|December 21 2017, 9:33 AM |
I don’t know if the motors “need” 40,000 volts but with my experience with the 427 motors in particular, they like it a lot. I have gapped my plugs open from something like a standard (from memory) .027” to a .055” with the HEI style distributors and I don’t need a choke to start them. I just prime the carbs by pumping a few times after activating the electric fuel pumps, let the fuel atomize in the intake manifold a moment, and then they jump right to life. I have run the 427s for several seasons now with ZERO issues, whereas before with the crab caps and stock fully rebuilt distributors, and then with crab caps and Pertronix pick-ups I would be eating the terminals on the inside of the cap. There are some other issues going on too, besides the poor design and construction of those expensive caps: I think moisture migrates up the shaft and into the caps when the oil heats up, and this creates a film inside the cap where particles can stick to the inside wall. I think the higher voltage in those old caps just eats them up faster too, and I absolutely would not leave the dock without a spare.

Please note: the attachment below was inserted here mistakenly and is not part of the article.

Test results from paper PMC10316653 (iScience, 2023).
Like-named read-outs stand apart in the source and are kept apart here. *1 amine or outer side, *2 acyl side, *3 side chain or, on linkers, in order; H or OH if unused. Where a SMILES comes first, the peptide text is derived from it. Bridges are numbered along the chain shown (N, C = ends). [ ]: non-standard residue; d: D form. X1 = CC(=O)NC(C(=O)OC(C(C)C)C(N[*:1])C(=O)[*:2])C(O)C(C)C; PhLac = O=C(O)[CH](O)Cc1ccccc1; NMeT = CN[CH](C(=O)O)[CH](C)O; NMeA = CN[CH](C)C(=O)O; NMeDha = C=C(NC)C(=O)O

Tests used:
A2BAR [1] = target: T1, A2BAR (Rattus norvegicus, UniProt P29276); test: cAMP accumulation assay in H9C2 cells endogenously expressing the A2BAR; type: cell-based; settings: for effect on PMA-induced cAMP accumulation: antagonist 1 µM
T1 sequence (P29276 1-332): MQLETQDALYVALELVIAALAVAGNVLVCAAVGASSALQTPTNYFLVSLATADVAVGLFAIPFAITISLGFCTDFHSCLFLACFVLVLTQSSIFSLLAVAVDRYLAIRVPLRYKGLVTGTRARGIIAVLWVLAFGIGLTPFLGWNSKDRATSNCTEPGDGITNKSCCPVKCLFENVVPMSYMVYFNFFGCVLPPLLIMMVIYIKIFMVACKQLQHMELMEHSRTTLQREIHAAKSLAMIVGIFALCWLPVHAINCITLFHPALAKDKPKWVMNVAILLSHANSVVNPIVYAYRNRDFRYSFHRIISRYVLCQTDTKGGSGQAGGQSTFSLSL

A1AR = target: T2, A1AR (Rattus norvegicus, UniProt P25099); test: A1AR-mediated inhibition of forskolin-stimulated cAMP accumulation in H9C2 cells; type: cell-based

It’s just a poor design in my humble opinion, and it’s the weak link on Chris-Craft motors. If your Lancer is an outdrive model it likely has the Q motor, in which case I would send the distributor in to Performance Distributors if you are contemplating one of their marine DUI units, to be sure they match it up perfectly (and of course check physical clearances too because these things are big). If your Lancer is an inboard it could have the Q motor listed in the Essential Guide or it could have the 350K motor too because we know people who have these even though the EG does not list them, and if that is the case it would take the generic shaft length for the SBC motor.